- Cover the opening with plastic until the new window is ready to install.
- Build a new frame to match the dimensions you measured. You’ll use this frame to mortar your glass blocks inside before you install the entire unit as one piece.
- Attach glass block channels (plastic tracking) to the frame:
- Cut three lengths of plastic tracking to fit the bottom and both sides. Install these by adding a bead of silicone on the backside of the channels before screwing them to the frame.
- Next, cut a piece of channel for the top of the frame.
- For the top channel, measure one inch from the inside edge and cut the channel straight down its entire length, to create a small L-shaped piece and a larger L-shaped piece. Set the small piece aside for now. You’ll use it later to sandwich your top row of blocks.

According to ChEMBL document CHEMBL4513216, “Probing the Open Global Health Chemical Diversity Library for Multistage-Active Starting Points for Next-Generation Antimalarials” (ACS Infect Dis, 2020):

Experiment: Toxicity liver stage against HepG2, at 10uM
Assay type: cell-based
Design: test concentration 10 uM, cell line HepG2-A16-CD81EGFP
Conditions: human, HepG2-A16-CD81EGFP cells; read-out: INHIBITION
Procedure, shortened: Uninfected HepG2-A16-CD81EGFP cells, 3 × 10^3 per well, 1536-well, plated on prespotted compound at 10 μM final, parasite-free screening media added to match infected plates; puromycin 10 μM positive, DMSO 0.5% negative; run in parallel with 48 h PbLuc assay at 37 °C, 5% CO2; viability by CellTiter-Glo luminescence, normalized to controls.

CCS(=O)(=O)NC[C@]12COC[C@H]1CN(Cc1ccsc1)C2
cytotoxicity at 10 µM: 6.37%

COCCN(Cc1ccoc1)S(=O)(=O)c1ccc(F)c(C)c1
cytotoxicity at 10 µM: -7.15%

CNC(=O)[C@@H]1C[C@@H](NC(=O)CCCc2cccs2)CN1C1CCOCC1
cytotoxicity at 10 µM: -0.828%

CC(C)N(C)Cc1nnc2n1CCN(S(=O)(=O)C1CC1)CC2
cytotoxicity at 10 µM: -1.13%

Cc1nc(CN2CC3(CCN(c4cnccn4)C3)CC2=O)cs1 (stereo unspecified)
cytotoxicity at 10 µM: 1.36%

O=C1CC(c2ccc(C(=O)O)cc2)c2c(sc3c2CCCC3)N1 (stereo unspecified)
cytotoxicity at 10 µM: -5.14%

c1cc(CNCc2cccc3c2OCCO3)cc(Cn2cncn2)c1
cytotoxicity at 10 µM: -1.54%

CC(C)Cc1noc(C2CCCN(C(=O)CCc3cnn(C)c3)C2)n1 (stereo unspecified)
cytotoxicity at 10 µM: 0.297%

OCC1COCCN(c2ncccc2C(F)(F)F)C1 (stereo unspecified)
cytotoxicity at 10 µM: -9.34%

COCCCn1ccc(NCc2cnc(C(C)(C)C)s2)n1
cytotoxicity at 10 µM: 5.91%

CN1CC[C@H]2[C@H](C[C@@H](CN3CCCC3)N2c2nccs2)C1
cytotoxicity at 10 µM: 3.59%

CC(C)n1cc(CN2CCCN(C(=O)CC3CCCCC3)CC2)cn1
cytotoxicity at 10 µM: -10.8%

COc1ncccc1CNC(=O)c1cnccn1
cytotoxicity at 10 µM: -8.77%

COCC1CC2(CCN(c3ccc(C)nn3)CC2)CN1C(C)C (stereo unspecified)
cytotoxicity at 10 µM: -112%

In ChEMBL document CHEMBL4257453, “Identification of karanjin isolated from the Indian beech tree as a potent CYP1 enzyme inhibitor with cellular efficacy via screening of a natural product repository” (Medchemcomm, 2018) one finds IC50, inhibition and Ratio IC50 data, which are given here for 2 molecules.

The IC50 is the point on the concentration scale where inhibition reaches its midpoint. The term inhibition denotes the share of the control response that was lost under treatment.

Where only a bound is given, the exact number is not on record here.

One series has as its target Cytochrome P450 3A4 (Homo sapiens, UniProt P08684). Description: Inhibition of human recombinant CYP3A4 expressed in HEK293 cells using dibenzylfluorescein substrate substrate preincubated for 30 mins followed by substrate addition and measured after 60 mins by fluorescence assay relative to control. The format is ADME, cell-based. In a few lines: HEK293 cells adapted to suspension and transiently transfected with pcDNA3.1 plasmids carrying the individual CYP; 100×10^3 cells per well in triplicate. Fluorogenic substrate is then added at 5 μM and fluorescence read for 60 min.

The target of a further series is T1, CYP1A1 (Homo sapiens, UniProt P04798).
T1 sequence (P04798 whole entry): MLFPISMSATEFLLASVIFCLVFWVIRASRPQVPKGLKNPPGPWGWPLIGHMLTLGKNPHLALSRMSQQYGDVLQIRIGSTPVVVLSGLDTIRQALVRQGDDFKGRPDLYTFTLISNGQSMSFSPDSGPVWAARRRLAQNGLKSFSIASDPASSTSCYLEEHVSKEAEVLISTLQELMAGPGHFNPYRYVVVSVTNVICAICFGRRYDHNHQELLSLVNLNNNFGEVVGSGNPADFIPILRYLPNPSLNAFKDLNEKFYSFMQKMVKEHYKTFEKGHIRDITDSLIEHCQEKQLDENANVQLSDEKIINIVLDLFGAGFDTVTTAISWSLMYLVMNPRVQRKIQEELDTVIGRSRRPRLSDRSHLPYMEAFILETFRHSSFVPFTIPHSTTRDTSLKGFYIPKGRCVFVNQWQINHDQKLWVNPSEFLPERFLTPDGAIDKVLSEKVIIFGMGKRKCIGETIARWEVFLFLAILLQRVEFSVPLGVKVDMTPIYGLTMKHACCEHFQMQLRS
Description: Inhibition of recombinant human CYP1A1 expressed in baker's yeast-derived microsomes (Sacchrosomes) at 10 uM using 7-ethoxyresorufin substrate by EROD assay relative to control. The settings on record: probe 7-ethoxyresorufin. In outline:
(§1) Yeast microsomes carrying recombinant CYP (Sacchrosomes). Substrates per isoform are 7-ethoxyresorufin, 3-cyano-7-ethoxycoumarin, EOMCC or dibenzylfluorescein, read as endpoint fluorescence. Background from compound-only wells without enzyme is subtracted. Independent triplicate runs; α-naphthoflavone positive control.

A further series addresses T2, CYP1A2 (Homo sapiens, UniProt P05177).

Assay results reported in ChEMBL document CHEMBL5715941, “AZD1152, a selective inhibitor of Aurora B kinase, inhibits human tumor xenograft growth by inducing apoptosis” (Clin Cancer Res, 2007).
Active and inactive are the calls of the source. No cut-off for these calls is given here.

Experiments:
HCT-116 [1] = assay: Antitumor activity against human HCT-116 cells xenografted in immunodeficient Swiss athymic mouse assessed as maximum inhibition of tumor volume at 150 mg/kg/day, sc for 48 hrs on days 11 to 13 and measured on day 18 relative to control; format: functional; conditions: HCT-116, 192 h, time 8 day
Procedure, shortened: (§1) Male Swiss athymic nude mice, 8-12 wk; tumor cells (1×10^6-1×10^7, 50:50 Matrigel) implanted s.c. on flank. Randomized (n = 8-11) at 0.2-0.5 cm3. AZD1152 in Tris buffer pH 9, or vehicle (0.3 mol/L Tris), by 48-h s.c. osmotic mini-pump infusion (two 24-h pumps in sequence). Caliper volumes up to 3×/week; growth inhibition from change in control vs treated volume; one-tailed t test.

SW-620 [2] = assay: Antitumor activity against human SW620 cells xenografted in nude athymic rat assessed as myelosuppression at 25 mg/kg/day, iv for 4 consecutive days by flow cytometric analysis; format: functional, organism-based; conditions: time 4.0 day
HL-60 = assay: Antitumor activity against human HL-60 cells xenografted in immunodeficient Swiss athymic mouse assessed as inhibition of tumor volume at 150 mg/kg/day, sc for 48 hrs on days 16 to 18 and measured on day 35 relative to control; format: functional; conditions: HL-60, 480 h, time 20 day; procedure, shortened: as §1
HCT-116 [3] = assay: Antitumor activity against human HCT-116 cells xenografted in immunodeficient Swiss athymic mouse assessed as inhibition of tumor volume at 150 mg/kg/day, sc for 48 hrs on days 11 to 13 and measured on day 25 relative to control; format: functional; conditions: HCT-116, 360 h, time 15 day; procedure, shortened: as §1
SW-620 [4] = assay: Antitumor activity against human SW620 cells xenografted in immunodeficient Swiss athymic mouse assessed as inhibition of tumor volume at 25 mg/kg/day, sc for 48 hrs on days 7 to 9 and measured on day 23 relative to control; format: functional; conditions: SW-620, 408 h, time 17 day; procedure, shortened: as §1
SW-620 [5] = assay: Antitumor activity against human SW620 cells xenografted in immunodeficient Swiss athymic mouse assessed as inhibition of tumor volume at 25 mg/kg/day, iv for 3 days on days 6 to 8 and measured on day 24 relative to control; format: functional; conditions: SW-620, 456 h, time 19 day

- Screw the larger piece into the backside of the top of the frame. Again, for best results, use silicone before installing.
- Install blocks using either silicone (100 percent pure clear silicone) or glass mortar. Either method will require a set time of at least 24 hours.
To use silicone:
- Place a silicone bead along the bottom of the channel.
- Place the first glass window block in the bottom left corner, followed by a spacer placed vertically on the right side of the block. (Trim the spacer if necessary.)
- Place the next block in, fitting it snuggly next to the spacer and within the channel. Again, follow with a vertically placed spacer. Continue this process until the bottom row is complete.